Sundance 2012 Review: Tim and Eric’s Billion Dollar Movie

Tim and Eric

Oh, Tim and Eric.  How you frustrate me.  There are sparks when true comedic genius comes through… and then there are the other times when I feel like you were given an amazing golden opportunity to make comedy wildfire, and you just light your fart instead and waste the match.  Tim and Eric’s Billion dollar movie is that golden opportunity.  And while it starts out with the potential for the aforementioned wildfire, it basically ends up as a lit fart.  Funny at first, but then just kinda stinky.

If you’re a fan, you know all about Tim and Eric.  They are comedians with a truly insane show on Adult Swim.  Each episode is only 12 minutes long and it is, well, utter madness.  It’s a combination of bits that are really funny, bits solely there to make the audience uncomfortable, and then bits which just show strangely manipulated images that are the equivalent of a visual seizure.  If you’re not a fan, you never will be.  But if you enjoy this, you keep tuning in just to see how insane they’ll get.  We’re gluttons that way.  In 12 minutes that works.  In 94, it just can’t hold.  There are times when these bits show up in the movie and that’s when the movie shines.  The audience is literally rolling with laughter.  The “Chef” Goldblum opening bit… amazing.  These are the bursts of fire in the lit fart.  But then there are long stretches when they try to fill the gaps with a “narrative,” and these just don’t really fly.  These are sadly long passages where no one in the theater really laughs, but may smile from time to time.  These are the leftover stinky smells.  But because we’re gluttons, we’ll linger through the stink hopping for another burst of flame to make us laugh.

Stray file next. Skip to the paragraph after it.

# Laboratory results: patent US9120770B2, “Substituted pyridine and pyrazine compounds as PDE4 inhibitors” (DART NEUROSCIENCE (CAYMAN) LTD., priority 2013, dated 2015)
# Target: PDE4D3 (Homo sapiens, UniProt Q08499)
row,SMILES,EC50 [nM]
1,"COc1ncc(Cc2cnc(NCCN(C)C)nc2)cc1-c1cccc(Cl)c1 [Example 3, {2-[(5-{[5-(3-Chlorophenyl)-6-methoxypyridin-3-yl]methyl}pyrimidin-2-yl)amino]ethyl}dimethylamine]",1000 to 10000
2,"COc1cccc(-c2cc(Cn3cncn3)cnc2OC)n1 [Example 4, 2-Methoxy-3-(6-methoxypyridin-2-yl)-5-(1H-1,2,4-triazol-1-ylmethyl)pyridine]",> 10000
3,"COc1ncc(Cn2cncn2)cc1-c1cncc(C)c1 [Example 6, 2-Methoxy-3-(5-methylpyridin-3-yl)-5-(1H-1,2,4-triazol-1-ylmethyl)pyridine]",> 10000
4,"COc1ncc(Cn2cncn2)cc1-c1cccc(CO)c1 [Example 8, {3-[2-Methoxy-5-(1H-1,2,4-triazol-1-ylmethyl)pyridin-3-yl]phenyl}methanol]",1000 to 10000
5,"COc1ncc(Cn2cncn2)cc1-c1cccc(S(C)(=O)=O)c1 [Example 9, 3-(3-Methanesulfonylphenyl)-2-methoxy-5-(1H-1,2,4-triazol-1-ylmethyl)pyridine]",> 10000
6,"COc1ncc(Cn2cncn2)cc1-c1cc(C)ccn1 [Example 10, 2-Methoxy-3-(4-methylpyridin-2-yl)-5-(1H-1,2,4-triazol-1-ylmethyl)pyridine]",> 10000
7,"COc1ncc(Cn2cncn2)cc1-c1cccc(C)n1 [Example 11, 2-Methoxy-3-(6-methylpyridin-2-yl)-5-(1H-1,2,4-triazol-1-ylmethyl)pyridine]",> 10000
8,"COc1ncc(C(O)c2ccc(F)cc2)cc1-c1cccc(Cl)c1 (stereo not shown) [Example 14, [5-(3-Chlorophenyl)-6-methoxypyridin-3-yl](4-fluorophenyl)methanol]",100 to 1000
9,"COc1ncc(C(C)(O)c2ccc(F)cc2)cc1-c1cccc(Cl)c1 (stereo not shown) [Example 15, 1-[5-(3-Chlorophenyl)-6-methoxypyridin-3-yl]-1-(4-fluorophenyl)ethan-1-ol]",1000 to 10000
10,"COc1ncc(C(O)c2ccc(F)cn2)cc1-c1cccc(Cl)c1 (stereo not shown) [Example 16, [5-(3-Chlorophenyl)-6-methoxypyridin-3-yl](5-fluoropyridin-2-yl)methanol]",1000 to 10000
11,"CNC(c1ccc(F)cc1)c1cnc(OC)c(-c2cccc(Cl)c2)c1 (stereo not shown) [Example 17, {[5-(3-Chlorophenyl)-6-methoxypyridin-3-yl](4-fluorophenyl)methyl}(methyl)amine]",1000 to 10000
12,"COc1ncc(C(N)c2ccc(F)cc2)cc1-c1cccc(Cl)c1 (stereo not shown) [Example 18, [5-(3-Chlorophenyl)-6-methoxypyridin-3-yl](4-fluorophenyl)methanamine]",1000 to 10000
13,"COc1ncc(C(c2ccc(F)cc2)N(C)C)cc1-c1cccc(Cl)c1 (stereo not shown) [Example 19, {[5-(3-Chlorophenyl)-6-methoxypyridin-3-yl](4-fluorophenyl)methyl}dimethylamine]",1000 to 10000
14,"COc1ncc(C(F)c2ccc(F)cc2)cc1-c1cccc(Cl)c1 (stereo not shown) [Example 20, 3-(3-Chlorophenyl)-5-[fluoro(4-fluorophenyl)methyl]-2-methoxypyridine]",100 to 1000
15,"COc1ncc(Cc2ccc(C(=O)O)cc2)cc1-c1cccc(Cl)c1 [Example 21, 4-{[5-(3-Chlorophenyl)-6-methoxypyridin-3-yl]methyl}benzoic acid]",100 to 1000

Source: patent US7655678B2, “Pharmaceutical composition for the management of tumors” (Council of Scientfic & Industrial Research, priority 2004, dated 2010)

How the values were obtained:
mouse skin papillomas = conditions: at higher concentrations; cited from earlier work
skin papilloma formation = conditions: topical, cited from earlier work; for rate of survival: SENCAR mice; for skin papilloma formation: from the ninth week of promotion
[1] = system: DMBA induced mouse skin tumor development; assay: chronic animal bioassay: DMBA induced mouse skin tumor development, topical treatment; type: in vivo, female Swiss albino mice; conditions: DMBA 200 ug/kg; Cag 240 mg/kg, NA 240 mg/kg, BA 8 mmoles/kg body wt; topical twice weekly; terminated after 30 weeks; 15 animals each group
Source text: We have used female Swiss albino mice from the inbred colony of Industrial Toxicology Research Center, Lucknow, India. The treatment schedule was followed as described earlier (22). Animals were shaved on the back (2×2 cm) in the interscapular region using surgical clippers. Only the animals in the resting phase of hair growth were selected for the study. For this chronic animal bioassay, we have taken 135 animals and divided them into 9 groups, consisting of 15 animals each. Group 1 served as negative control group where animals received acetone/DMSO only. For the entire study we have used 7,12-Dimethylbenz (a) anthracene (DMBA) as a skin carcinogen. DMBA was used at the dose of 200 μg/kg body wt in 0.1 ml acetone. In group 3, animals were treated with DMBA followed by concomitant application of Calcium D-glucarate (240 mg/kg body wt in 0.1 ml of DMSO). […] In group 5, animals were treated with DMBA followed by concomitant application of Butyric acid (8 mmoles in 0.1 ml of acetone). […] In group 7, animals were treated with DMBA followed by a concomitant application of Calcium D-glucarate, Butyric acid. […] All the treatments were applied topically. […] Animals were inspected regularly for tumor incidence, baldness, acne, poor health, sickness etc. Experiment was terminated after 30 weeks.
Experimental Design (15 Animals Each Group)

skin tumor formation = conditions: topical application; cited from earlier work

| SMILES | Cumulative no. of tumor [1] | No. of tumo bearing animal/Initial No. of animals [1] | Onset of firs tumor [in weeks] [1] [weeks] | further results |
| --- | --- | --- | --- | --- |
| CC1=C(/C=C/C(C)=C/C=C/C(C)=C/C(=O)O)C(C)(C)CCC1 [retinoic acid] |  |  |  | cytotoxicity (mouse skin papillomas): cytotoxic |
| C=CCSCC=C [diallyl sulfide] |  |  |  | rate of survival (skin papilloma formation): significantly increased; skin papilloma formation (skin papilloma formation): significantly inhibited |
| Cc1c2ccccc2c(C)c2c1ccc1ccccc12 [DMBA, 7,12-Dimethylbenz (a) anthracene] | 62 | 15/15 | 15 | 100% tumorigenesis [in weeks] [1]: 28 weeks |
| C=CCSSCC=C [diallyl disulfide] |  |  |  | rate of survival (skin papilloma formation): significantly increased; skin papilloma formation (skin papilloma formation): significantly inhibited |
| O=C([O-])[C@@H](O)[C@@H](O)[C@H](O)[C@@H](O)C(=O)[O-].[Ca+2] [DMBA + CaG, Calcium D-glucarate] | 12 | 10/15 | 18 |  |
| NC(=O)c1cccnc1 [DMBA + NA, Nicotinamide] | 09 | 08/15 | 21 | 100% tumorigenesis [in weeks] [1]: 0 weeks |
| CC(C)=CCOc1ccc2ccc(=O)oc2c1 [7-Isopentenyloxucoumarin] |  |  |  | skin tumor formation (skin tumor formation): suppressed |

It’s almost not fair to give that kind of comment, because these guys tried really hard.  Like, REALLY hard to make their audience happy.  But there’s only so much they can do.  It’s true of any skit show that tries to go to a narrative.  Skit shows work because if something falls flat, the audience know that all they have to do is wait a few minutes, and maybe the next one will be funny.  In a longer narrative, if something falls flat, you have to be tortured with it for the duration of the movie.

Now, when the movie shines isn’t when they try to force some strange narrative on you.  It’s when they do their strange 80’s looking bits.  These bits are sheer genius and I love them so much.  I kept wishing they’d all end with “Great Job!”  Because that IS what I want to say to them when they hit.  When they use their celebrity guests in smaller parts, and in their skits, they just rock it.  Jeff Goldblum ruled.  Michael Gross’s stinger at the end made me laugh out loud.  But when their celebrity guests stay too long, they even get less and less funny.  Zack Galifianakis is golden at first.  The pool scene with him is laugh out loud hilarious.  But then his later appearances just aren’t.  Same with Will Ferrell.  He’s great at first, then he seems to overstay his welcome.  Same with John C. Reilly and Will Forte as well.  The overall theme here is less is more.  On the celebrity note though, one of my favorite human’s in the entire world in Ray Wise.  Yet, sadly, he’s wasted in a disgusting, and just not funny, lengthy scenario that involves him being a spiritual “cleanser” that involves cleansing you in a LOT of shit.  He rules.  That bit did not.  Tim and Eric are waaaaay too obsessed with shit.  It seems to be an ongoing theme in the entire movie, and I’m just not on board.

Long story short, when they try to make you laugh with bits and smaller segments — their strong suit, the movie works.  But when they’re trying to make you wade through a narrative, or just flat out trying to make you uncomfortable instead of laugh, the movie just doesn’t.  If you’re a fan, it’s worth a view, but only expect to laugh 50% of the time.  The rest of the time be prepared to sit through the stinky fart.  But hey, to some people, smelling stinky farts is really funny.  So to all their own.

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